On 18 April 1857, Rivail (as Allan Kardec) published his first book on Spiritism, Le Livre des Esprits (The Spirits’ Book), comprising a series of answered questions (502 in the first edition and 1,019 in later editions exploring matters concerning the nature of spirits, the spirit world, and the relationship between the spirit world and the material world.
Extract from The Spirit Book
“God imposes incarnation for the purpose of leading spirits to perfection: for some, it is an expiation; for others, a mission. However, in order to reach this perfection, they must undergo all the vicissitudes of corporeal existence –therein lies their expiation. Incarnation has a further objective, which is to place spirits in situations where they can do their share in the work of creation. On each world, they clothe themselves with an instrument that is in harmony with the essential matter of that world so that they may use that instrument to carry out the orders of God. In this way, they contribute to the general work and progress at the same time.”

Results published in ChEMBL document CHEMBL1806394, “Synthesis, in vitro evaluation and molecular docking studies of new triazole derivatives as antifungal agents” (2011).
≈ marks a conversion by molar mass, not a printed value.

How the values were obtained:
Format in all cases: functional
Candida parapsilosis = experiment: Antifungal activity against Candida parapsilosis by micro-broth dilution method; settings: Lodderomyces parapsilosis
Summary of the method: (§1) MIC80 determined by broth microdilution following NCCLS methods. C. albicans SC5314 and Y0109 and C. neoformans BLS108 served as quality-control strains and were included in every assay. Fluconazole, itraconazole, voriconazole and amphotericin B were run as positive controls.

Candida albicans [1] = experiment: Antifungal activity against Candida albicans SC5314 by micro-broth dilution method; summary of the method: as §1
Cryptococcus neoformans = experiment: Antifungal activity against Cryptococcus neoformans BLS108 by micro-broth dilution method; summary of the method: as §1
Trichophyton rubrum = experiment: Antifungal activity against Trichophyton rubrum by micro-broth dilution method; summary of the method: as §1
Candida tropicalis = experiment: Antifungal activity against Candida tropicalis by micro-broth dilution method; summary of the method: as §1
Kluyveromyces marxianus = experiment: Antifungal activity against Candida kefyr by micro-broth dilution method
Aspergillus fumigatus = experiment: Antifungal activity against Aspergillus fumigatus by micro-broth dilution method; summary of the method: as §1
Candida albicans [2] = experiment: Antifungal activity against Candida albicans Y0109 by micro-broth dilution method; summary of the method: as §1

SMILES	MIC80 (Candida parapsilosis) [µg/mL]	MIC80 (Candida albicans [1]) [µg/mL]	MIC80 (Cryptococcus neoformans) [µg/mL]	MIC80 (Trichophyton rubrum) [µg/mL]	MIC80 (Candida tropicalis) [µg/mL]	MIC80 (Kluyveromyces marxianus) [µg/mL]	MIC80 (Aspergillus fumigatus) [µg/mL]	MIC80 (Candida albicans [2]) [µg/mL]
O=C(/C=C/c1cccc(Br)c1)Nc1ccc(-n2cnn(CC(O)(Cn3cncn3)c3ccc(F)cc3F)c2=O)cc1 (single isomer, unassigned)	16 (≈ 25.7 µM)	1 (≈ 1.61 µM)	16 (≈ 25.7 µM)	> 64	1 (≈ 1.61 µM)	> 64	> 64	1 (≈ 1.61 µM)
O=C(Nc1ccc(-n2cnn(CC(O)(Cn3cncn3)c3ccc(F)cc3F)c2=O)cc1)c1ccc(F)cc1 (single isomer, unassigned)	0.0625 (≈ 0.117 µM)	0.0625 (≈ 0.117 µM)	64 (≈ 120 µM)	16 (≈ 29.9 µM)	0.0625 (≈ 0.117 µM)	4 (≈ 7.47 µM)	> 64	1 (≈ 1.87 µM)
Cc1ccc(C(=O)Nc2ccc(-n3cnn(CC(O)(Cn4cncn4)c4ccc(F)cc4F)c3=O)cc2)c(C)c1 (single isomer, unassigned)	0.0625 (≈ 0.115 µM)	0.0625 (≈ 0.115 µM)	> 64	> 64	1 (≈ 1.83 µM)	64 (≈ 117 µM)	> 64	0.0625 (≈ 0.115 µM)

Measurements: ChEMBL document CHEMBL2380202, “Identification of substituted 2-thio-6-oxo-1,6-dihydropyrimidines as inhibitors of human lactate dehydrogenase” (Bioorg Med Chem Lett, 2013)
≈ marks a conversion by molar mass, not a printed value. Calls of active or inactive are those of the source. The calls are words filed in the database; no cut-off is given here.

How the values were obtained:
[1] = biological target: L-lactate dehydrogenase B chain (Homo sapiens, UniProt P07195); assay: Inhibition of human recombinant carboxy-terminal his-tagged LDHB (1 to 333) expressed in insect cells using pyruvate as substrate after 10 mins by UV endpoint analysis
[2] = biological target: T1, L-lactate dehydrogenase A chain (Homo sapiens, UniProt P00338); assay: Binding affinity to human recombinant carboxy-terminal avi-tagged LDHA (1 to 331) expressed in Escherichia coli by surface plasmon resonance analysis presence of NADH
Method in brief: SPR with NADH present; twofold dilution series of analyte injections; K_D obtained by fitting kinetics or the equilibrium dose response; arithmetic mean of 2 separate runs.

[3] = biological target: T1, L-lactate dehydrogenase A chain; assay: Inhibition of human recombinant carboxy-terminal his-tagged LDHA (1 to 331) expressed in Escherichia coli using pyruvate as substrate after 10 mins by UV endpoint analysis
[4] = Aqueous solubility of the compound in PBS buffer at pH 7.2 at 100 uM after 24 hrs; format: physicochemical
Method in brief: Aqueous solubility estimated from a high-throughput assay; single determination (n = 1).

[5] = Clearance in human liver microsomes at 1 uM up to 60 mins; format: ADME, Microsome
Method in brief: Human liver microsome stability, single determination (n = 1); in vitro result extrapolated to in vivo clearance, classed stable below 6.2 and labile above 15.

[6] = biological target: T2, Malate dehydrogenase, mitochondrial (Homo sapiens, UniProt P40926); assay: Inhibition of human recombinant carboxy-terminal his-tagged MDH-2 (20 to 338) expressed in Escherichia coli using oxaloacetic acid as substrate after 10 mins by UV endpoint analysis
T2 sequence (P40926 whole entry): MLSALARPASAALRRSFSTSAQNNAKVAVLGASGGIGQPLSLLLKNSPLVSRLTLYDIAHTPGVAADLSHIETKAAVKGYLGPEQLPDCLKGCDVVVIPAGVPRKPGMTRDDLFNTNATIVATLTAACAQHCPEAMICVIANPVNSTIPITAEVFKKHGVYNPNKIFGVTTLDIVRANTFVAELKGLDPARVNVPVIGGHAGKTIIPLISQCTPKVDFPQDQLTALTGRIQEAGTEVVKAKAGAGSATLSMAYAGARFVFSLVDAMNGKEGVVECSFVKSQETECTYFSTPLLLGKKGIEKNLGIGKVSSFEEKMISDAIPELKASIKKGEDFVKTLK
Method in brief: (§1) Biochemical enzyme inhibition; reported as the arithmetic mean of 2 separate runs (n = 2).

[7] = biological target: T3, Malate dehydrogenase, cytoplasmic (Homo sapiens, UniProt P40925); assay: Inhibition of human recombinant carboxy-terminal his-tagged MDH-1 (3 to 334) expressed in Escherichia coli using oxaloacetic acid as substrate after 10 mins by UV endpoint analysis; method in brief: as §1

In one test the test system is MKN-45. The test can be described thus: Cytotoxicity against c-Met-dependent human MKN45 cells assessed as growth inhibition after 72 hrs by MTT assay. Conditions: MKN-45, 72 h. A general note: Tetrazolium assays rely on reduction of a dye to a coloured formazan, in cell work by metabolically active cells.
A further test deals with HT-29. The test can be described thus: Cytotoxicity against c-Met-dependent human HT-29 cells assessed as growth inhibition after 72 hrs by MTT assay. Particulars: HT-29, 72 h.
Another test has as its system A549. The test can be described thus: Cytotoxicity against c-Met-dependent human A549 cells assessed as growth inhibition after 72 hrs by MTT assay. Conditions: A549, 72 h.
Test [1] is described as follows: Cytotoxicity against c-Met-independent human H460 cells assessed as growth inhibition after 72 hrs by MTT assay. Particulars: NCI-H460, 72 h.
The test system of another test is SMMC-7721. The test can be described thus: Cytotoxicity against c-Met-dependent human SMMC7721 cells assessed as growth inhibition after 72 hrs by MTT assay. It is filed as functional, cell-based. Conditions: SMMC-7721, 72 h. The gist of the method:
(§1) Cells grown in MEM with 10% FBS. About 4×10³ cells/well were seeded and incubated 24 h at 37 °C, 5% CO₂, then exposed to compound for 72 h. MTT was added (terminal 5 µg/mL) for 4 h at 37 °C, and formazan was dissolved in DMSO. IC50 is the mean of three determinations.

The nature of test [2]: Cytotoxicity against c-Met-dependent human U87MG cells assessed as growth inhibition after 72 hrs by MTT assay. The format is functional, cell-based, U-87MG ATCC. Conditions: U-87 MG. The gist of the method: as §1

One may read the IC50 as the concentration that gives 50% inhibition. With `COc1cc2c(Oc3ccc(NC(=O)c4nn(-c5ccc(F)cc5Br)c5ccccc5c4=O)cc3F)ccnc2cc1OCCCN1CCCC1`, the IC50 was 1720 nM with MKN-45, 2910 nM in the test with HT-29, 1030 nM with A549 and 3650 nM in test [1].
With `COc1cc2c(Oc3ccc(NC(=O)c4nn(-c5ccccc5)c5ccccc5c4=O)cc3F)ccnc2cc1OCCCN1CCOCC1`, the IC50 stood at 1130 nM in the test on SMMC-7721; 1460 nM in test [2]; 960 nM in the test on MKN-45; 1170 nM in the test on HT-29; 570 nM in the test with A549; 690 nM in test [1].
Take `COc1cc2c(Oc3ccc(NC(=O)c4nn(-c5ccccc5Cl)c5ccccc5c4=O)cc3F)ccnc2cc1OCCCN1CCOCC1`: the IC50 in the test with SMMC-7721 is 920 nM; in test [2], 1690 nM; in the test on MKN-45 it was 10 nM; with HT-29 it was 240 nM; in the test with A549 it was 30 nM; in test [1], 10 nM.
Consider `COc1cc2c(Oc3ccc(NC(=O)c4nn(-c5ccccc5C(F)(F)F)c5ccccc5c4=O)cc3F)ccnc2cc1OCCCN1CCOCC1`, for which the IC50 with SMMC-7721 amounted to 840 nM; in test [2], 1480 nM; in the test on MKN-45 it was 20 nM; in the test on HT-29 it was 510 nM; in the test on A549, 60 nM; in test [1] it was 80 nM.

The action of corporeal beings is necessary for the evolution of the universe, but out of divine wisdom God has willed that in this same action they might have a means of progressing and drawing near to God. Thus, through an admirable law of divine providence, everything is connected and everything in nature is in solidarity.
Is incarnation necessary for spirits who have followed the path of the good from the beginning?
“All are created simple and ignorant, gaining instruction through the struggles and tribulations of corporeal life. Since God is just, God would not make some blissful without their having deserved it through hardship and work.”
But then what benefit is there for spirits to follow the path of the good if it does not exempt them from the hardships of corporeal life?
“They reach the goal more quickly. Moreover, the hardships of life are often consequences of a spirit’s imperfections; the more purified it becomes, the fewer torments it will have to suffer.”